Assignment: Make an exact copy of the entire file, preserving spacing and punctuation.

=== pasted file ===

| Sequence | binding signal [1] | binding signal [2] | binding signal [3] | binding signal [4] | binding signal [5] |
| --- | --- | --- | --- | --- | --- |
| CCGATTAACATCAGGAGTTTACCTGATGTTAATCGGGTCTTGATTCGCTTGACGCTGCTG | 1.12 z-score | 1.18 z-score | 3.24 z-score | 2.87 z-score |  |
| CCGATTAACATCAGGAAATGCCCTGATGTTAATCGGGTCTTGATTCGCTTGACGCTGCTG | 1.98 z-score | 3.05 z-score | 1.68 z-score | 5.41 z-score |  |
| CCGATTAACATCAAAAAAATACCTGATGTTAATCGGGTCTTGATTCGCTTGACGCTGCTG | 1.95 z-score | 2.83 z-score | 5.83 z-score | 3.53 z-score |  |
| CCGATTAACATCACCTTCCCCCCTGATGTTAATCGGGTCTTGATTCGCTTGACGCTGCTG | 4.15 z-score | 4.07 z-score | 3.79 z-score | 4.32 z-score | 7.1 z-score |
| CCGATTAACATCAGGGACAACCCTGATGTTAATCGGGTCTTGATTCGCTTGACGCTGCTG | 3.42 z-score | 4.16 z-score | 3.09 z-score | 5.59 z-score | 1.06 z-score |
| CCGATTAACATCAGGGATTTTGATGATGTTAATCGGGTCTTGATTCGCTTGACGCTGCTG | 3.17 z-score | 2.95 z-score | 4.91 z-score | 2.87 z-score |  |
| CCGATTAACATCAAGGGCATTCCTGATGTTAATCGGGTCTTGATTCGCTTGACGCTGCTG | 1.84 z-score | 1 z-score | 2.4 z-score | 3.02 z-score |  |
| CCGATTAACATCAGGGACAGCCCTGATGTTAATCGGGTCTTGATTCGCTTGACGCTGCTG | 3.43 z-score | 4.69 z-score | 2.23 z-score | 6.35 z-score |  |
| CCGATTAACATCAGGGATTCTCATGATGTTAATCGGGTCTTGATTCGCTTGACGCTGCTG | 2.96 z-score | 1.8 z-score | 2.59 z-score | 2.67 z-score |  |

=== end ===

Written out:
| Sequence | binding signal [1] | binding signal [2] | binding signal [3] | binding signal [4] | binding signal [5] |
| --- | --- | --- | --- | --- | --- |
| CCGATTAACATCAGGAGTTTACCTGATGTTAATCGGGTCTTGATTCGCTTGACGCTGCTG | 1.12 z-score | 1.18 z-score | 3.24 z-score | 2.87 z-score |  |
| CCGATTAACATCAGGAAATGCCCTGATGTTAATCGGGTCTTGATTCGCTTGACGCTGCTG | 1.98 z-score | 3.05 z-score | 1.68 z-score | 5.41 z-score |  |
| CCGATTAACATCAAAAAAATACCTGATGTTAATCGGGTCTTGATTCGCTTGACGCTGCTG | 1.95 z-score | 2.83 z-score | 5.83 z-score | 3.53 z-score |  |
| CCGATTAACATCACCTTCCCCCCTGATGTTAATCGGGTCTTGATTCGCTTGACGCTGCTG | 4.15 z-score | 4.07 z-score | 3.79 z-score | 4.32 z-score | 7.1 z-score |
| CCGATTAACATCAGGGACAACCCTGATGTTAATCGGGTCTTGATTCGCTTGACGCTGCTG | 3.42 z-score | 4.16 z-score | 3.09 z-score | 5.59 z-score | 1.06 z-score |
| CCGATTAACATCAGGGATTTTGATGATGTTAATCGGGTCTTGATTCGCTTGACGCTGCTG | 3.17 z-score | 2.95 z-score | 4.91 z-score | 2.87 z-score |  |
| CCGATTAACATCAAGGGCATTCCTGATGTTAATCGGGTCTTGATTCGCTTGACGCTGCTG | 1.84 z-score | 1 z-score | 2.4 z-score | 3.02 z-score |  |
| CCGATTAACATCAGGGACAGCCCTGATGTTAATCGGGTCTTGATTCGCTTGACGCTGCTG | 3.43 z-score | 4.69 z-score | 2.23 z-score | 6.35 z-score |  |
| CCGATTAACATCAGGGATTCTCATGATGTTAATCGGGTCTTGATTCGCTTGACGCTGCTG | 2.96 z-score | 1.8 z-score | 2.59 z-score | 2.67 z-score |  |